Generally, an immigrant who accrues over one year of unlawful presence in the U.S. will be inadmissible to the U.S. for ten years. However, there are certain circumstances in an immigrant’s life that may allow the person to receive a waiver of inadmissibility to remain or return to the U.S. before the expiration of the 10 year inadmissibility period. In general, an I-601 is usually filed with the U.S. federal government abroad, but it can sometimes be filed in the United States, depending on what kind of waiver is sought.
The Las Vegas, Nevada immigration attorneys of MC @ FC Law have a great deal of experience in helping clients from all around the world file their I-601 petitions. In fact, we take pride in being able to provide legal resources to reunite individuals and families who otherwise would not have been reunited because of normally stringent inadmissibility requirements. Despite being inadmissible, the law allows immigrants to apply for immigration waivers if the immigrant meets conditions that will allow for immigration waivers. For example, if the immigrant who is otherwise inadmissible is married to or a child of an American citizen or lawful resident and can establish that a denial of entrance would create an “extreme hardship” for the citizen or lawful permanent resident, a waiver may be awarded that would allow the otherwise inadmissible immigrant to enter the country. To learn more about these waivers, speak to one of the American immigration lawyers at MC @ FC Law.
“Extreme Hardship” Requirement
If you are unable to prove extreme hardship will result if you are not granted admission into the country, waivers for immigration may be denied. Some factors that immigration officials will consider when determining “extreme hardship” include familial relationships in America, familial relationships abroad, health conditions, length of time here, condition of the immigrant’s home country, the immigrant’s financial status, the possibility that the immigrant’s status can be adjusted by other means, whether or not the immigrant offers some kind of special assistance to the U.S. or the community, the immigration history of the immigrant, and the immigrant’s position within the community.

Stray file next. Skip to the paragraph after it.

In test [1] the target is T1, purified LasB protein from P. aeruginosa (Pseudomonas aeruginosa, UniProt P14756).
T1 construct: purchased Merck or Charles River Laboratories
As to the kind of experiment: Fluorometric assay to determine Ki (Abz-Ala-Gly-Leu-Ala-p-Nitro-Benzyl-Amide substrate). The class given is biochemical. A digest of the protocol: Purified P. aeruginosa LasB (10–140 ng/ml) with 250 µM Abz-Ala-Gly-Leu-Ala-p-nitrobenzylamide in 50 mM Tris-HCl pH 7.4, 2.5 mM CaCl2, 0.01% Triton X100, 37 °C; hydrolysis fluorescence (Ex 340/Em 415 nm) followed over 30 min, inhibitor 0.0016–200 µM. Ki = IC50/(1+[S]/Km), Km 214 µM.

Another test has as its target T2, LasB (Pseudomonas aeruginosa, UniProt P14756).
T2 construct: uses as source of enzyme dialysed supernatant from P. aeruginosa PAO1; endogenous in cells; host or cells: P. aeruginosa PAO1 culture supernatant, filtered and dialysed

Establishing extreme hardship is extremely fact specific and will depend on each immigrant’s personal circumstances. Even though circumstances may not be “extreme hardships” in and of themselves, all relevant factors will be weighed when deciding whether or not a legally adequate amount of hardship exists to approve waivers for immigration. It should be noted that the standard to determine whether or not a waiver should be granted is “extreme”, not just unusual or uncommon.
American citizens who petition on behalf of spouses and who are approved through the United States Citizenship and Immigration Services (USCIS) but are subsequently denied a visa by an American consulate may submit USCIS form number I-601, Application for Waiver of Grounds of Inadmissibility, to prove that the American citizen or permanent resident will suffer a hardship, extreme in nature, if the immigrant husband or wife is not allowed to enter the country.
Leave it to Immigration Professionals
Immigration law is a complex entanglement of rules and procedures that can confuse even the most educated of citizens. When you have a question on the subject of immigration waivers or if you want to apply for immigration waivers for yourself or foreign national loved ones, contact the uniquely skilled and highly knowledgeable staff of MC @ FC Law by phone or fill out the form on this website today to schedule a consultation with one of our experienced immigration lawyers. During the consultation, our team will review your case and provide you with legal options.
Because MC @ FC Law serves international clients in immigration proceedings, it is ready and able to offer immigration counsel in the languages of English, Armenian, Cantonese, French, Russian, and Spanish.